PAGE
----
Sunday, September 07, 2008
USS Mt Whitney has docked at Poti, Georgia, that country's main Black Sea port, and within shooting distance of Russian forces.
In August 2008, Mount Whitney was deployed to the Black Sea in support of Operation Assured Delivery to allegedly deliver humanitarian aid to those affected by the Russian-Georgian war and became the first NATO ship to "deliver aid" to the port of Poti, Georgia.(Source)
USS Mt Whitney (LCC/JCC 20) is not a hospital ship, a cargo ship or just any old rust bucket freighter: she is the flagship of the Sixth Fleet, and is the command ship for the Commander Joint Command Lisbon and the Commander Striking Force NATO. Considered by some to be "the most sophisticated Command, Control, Communications, Computer, and Intelligence (C4I) ship ever commissioned", Mount Whitney incorporates various elements of the most advanced C4I equipment and gives the embarked Joint Task Force Commander the capability to effectively command all units under the command of the Commander, Joint Task Force.(Source) She is staffed by regular Navy personnel, elements of the 2nd Marine Division and II Marine Expeditionary Force (II MEF), and NSA.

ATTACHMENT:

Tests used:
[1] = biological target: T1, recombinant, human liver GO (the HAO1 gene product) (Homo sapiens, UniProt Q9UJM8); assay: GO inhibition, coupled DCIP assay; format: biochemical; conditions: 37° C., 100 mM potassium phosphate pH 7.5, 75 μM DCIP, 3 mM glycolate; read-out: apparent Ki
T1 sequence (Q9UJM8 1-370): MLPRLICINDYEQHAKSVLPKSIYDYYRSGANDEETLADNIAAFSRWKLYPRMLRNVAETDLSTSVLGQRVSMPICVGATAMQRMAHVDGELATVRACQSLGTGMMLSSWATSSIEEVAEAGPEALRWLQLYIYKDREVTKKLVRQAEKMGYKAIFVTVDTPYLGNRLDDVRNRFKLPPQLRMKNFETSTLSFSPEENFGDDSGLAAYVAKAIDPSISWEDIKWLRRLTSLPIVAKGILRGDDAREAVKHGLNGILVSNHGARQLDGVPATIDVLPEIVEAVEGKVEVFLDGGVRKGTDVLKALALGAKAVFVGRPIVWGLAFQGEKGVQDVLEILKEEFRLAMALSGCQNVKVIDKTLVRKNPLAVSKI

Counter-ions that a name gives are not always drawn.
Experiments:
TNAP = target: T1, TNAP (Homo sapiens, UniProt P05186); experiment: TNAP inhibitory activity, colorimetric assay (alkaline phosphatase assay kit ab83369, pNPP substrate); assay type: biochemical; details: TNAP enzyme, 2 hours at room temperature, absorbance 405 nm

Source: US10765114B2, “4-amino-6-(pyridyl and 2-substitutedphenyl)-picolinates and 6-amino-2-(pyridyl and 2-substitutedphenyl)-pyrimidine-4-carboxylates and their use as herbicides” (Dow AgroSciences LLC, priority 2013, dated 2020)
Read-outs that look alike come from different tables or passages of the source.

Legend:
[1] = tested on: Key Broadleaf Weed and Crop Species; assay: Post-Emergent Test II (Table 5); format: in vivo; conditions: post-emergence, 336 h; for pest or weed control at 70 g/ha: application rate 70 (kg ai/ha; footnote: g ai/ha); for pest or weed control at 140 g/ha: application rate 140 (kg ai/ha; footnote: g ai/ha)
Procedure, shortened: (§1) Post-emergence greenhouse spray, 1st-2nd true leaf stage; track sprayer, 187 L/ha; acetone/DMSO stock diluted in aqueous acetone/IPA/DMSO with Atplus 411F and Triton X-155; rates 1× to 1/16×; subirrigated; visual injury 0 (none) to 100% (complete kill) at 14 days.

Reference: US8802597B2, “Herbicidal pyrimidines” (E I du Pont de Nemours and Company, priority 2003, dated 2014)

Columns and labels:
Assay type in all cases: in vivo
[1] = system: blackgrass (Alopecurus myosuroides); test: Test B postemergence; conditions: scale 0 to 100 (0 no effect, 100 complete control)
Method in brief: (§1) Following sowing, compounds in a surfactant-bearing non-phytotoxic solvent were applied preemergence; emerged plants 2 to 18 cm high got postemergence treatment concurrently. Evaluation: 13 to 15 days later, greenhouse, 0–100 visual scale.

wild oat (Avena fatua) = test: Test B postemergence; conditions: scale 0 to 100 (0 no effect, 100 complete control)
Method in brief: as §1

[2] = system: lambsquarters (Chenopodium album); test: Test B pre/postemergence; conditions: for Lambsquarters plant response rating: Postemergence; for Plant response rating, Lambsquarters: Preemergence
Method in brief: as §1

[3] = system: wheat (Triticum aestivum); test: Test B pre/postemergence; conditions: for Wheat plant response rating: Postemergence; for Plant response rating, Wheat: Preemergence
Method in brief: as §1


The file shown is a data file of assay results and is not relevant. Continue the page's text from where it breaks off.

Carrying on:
Now, what in the hell is the "most sophisticated Command, Control, Communications, Computer, and Intelligence ship ever commissioned" doing within "shooting distance" of Russian troops, rather than, say, a unit of the Military Sealift Command?
UPDATE: Sept 12, 2008:
In accordance with the Montreux Convention, which governs passage through the Straits of the Dardenalles, all US Navy ships, including the Command and Control ship USS Mt Whitney, have departed the Black Sea.
Under the terms of the Convention, military ships may not remain in the Black Sea for more than 21 days.
"Meanwhile, NATO said on Wednesday it had ended a routine exercise by four naval ships in the Black Sea. Russia had denounced the exercise as part of a Western military buildup sparked by the Georgia conflict." Source.